Overcoming Criticism

By Daniel Anderson
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Criticism is a daily factor for those leading local churches. How do pastors overcome criticism from within the church and from within their own families?

I read an anecdote once about an old man and child traveling with a donkey, passing through a number of different villages during their journey. In the first, the old man led the donkey with the child following and was called a fool by the villagers for not riding the donkey. So, wanting to humor the people, the old man climbed onto its back. The people in the next village, however, called the old man cruel and heartless for riding the donkey while the child walked. So, the man sat the child on the donkey and once again walked. In the third village, the people criticized the child, calling him lazy and uncaring for making the old man walk. Exasperated, the old man climbed behind the child and both rode on the donkey. Finally, the residents of the fourth village said the poor donkey was overly strained carrying the two passengers. The last time anyone saw the old man, he was carrying the donkey!

When I read this, I was struck not only by its humor but the startling feeling of recognition I felt as I considered life in pastoral ministry. The truth is, criticism is a ubiquitous reality in ministry and oftentimes the source of deep-seated feelings of despair and disillusionment. The ever-present nature of criticism means that we can’t avoid it or run from it. Criticism comes from all directions leaving profound wounds. The only answer is in learning how to face it and overcome it. As pastors who desire to not only “run with endurance the race that is set before us” (Hebrews12:1, ESV), but to “run that you may obtain it [the prize])” (1 Corinthians. 9:24b, ESV), it is imperative that we learn the art of conquering criticism. So, how do we go about learning this art? How do we move beyond coping with criticism to overcoming it?

Here are six practices that have helped me in my journey:

Embrace its Inevitability

As mentioned above, criticism is an unavoidable part of life in ministry. Jesus was criticized throughout His ministry as a drunk, a glutton, and a friend of sinners. Paul was criticized as an illegitimate apostle and weak in appearance. Criticism is an inescapable reality of leadership in general and ministry in particular. In embracing its inevitability, we are able to avoid the shock that so often uncenters us and to remain steadfast in our identity in Christ rather than our performance.

Consider the Source

It is important to always remember from whom criticism comes. How well do you know them? More importantly, how well do they know you? How involved are these critics in your life? While criticism offers us a unique opportunity for personal evaluation and growth, it is often more about their felt need in relation to us as pastors than to our performance.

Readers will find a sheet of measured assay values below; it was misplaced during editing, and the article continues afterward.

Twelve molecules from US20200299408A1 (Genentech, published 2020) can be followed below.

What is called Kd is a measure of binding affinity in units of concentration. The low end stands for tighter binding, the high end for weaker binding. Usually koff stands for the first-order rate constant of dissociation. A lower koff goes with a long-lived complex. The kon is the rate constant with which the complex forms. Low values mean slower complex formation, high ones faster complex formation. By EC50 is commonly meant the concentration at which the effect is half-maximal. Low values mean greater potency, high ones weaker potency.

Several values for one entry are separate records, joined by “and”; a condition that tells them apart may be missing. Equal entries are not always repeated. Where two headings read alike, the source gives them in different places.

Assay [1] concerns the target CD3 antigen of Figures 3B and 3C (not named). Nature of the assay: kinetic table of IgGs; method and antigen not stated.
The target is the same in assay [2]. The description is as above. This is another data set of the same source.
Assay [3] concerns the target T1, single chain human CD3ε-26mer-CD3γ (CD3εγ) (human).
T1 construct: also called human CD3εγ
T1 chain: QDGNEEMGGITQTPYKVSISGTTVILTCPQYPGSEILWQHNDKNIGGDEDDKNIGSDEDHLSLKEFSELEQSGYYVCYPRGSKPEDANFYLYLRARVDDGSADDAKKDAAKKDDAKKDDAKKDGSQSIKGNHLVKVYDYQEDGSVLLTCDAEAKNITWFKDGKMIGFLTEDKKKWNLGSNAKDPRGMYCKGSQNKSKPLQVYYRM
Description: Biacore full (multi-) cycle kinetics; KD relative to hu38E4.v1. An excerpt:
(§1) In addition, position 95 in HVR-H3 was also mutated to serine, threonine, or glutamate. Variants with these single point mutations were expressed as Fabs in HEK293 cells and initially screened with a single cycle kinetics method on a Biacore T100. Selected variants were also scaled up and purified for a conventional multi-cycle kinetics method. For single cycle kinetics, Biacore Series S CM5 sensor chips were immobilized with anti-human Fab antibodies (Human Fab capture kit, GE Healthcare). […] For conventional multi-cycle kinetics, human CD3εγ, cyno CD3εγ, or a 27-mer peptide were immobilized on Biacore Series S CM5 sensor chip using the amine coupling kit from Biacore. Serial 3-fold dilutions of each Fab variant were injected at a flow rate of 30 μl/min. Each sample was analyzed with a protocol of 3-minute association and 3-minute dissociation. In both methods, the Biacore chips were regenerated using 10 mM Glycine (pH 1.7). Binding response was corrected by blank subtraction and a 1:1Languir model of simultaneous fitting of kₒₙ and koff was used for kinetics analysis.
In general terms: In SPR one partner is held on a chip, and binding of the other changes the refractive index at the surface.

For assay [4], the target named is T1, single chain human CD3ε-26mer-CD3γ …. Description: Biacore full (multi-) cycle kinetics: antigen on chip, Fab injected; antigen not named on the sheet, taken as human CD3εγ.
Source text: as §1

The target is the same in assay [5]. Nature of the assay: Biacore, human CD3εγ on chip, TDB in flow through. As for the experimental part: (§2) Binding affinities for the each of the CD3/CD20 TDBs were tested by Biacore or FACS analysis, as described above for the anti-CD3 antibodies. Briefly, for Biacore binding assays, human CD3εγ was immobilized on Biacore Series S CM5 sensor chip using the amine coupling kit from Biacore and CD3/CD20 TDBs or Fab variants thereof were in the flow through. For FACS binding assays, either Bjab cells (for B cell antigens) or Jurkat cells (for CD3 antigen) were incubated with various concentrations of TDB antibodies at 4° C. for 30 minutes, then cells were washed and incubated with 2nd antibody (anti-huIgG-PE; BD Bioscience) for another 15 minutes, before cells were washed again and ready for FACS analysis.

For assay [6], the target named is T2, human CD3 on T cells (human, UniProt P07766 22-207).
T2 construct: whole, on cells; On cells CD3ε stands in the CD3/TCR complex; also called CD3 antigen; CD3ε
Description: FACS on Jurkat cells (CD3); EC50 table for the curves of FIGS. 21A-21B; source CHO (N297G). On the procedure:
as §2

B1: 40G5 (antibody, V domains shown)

Consider the Content

When criticism reaches us, it is very easy to find reasons to disregard the content. From extenuating circumstances to our criticism of the would-be critic, there are a myriad of ways to excuse ourselves from taking responsibility for what has been said of us. Here, we must remember that it is impossible to overcome something we won’t face. Honestly consider the criticism. Allow it to become a tool in the hands of the Holy Spirit by which we are further formed into Christ’s image. This is a supremely difficult task, especially when we attempt to do it alone. Share it with one or two trusted people in order for them to: (1) listen and encourage you and (2) honestly engage in constructive dialogue on where there might be opportunities for growth.

The truth is, we are all sinful and flawed, which means that there are most likely seeds of truth interspersed in every criticism. The danger lies not in the accusation or criticism but in ignoring these seeds of truth and allowing criticism the time to grow into disappointment, disillusionment, and despair. It is in such environments that we as pastors can become vulnerable to deeper doubt and darker sin.

Own What You Can or Should . . . and Discard the Rest

In my experience, I have rarely received criticism that didn’t reveal something that God wanted to work with in my heart and life. In fact, the more viscerally I responded to the criticism only revealed more distinctly something that needed to change in me. The point is, by allowing ourselves the freedom to own our mistakes and weaknesses the easier it is to move forward in growth and to identify the chaff so often attached to criticism. It is the chaff of criticism that can distract us. Once you identify it, throw it away!

Don’t Allow Criticism to Take Root

When there is a constant emphasis on criticism, it can begin to shape the way we view both ourselves and our lives. Feeling the sting of criticism over a prolonged period of time, I have found myself becoming more critical of those around me. My words became vehicles by which I would transfer my own anger and hurt to those God had called me to. Criticism had so filled my life that I became a new source of criticism for others. Like begat like. It is critical for pastors to recognize this when it begins to surface. By being aware of this, we are able to embrace the process of healing and evaluation that personal criticism can offer when faced in relationship with God and others.

Be Faithful

It is amazing how a life of humility, integrity, and love can overcome the criticism of others.  Be faithful to God and the ministry He has called you to, faithfully witnessing to the love of the Triune God. Over time, as you grow in Christ, the criticism of the past will become ever more ephemeral as the light of God’s work is revealed in and through you.

© 2019 Daniel Anderson.

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